Regional Reviews: Connecticut & the Berkshires
Regional Reviews by Fred Sokol
Chick, The Great Osram
A. Everett "Chick" Austin, Jr., who became director at the Wadsworth Atheneum in 1927, was filled with showmanship, smarts and a spirit that would breathe life into Hartford's art scene. Sella offers a knowing, animated portrayal of the title character. But the structure of the play is constrictive.
An effervescent Chick opens the play, decked out by David C. Woolard in red top hat and coat to match. The scene is a classroom and the audience the students. Grimm supplies details concerning Austin's time at the Atheneum when he exhibited paintings by French masters Picasso, Matisse, Cezanne and van Gogh. He produced an opera written by Gertrude Stein and Virgil Thompson. Austin brought in George Balanchine in hopes of starting a dance school but Balanchine ultimately landed in New York City. Chick taught at Trinity College and staged parties at the Atheneum.
During an interlude, designer Tony Straiges transforms the stage into the Austins' sumptuous home on Scarborough Street. Helen is alone, hoping that Chick will telephone her. She and Chick married in Paris in 1929. They have two children but all is far from sanguine as Chick travels alone, and evidently enjoyed other relationships. Helen (whose family had wealth) is introspective and questioning. She wonders if she is the problem. Actress Graham fully nails the character.
The stage grows dark for a few moments. Suddenly, amid flashing bulbs and dangling objects, Chick assumes the character of the Great Osram. He took the name from the manufacturer of a German light bulb. The trickster, however, was not a happy man. He was not a regular at the Scarborough Street residence. Nor was he at the museum often enough to please a Board of Directors. Eventually, he was asked to resign his post. Austin thereafter went on to Hollywood for a short time.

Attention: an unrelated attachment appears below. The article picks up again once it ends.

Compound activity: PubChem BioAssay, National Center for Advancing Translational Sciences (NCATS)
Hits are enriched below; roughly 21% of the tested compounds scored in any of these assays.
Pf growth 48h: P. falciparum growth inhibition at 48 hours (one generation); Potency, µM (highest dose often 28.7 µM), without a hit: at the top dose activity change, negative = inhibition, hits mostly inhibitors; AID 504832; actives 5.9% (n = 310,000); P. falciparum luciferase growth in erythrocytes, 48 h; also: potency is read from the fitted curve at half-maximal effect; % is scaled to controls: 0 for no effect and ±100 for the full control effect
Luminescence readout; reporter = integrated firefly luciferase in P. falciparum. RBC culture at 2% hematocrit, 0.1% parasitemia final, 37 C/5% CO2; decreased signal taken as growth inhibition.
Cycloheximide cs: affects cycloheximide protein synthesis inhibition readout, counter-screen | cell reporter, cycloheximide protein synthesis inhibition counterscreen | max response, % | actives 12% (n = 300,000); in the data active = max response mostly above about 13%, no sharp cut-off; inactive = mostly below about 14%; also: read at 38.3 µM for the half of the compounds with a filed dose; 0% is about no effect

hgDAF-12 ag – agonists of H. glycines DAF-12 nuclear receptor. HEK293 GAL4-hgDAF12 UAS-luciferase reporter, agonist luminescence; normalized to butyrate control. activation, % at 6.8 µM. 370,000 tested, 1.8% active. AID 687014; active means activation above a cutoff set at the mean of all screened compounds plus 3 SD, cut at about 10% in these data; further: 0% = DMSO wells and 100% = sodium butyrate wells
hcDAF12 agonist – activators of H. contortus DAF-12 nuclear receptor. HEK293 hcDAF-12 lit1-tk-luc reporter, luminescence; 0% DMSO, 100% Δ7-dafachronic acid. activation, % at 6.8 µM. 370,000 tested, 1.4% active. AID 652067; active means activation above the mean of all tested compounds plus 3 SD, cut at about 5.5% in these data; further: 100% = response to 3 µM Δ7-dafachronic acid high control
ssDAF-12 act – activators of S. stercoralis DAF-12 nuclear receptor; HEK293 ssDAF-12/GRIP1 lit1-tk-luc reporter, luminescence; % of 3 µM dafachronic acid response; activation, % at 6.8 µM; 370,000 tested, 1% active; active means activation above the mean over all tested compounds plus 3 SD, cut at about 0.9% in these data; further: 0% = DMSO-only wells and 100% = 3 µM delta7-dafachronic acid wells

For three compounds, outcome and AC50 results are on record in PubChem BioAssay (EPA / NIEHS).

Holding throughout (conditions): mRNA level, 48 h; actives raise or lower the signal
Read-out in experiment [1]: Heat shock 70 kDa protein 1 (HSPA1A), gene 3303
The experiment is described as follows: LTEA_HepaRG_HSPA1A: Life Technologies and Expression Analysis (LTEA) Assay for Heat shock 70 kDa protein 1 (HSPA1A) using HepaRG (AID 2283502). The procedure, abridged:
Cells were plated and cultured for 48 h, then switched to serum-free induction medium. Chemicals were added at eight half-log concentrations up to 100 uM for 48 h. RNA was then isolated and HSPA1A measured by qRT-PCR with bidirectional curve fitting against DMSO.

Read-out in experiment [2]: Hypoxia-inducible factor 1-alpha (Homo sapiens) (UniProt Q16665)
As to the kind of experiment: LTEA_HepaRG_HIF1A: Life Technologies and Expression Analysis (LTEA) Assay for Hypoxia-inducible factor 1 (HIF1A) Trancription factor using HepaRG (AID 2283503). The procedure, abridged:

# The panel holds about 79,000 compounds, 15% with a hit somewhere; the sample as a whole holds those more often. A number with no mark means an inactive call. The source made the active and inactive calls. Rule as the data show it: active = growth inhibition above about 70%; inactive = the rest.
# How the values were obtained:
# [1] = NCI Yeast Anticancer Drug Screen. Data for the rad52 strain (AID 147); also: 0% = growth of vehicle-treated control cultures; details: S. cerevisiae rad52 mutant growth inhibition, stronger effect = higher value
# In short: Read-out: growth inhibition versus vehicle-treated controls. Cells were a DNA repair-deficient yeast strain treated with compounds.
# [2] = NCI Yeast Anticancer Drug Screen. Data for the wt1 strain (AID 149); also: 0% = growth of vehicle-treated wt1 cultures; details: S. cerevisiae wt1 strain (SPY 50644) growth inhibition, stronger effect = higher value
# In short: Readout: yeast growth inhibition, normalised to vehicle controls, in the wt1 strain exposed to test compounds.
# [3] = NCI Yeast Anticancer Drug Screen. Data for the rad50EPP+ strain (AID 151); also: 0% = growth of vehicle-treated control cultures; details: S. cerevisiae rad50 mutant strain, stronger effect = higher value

Chick runs for ninety minutes, without intermission, but there's very little dramatic tension. Michael Wilson, directing, wisely pushes the play forward but he cannot create the impact necessary to fully sustain the piece. Grimm writes cleanly, and effectively captures Austin's life and times. Still, the straight-ahead format is limiting.
Grimm does an excellent job finding words for characters. As theatergoers, we come to know Chick and witness his eclecticism and evolution. As the play begins, he is high octane, confident that he will import the world to Hartford. He delivers on the ambition, eventually bringing an expensive production of Tis Pity, She's a Whore to the museum theater in 1943. Helen, upper crust and devoted to her husband, realizes that he is not faithful. Despite that awareness, she sits, awaits and hopes.
Chick, The Great Osram is a play comprised of three components. Each is of value, but the composite effect of the production does not equal the sum of the parts. The show continues at Hartford Stage through November 11th. For ticket and schedule information, visit www.hartfordstage.org or call (860) 527-5151.
- Fred Sokol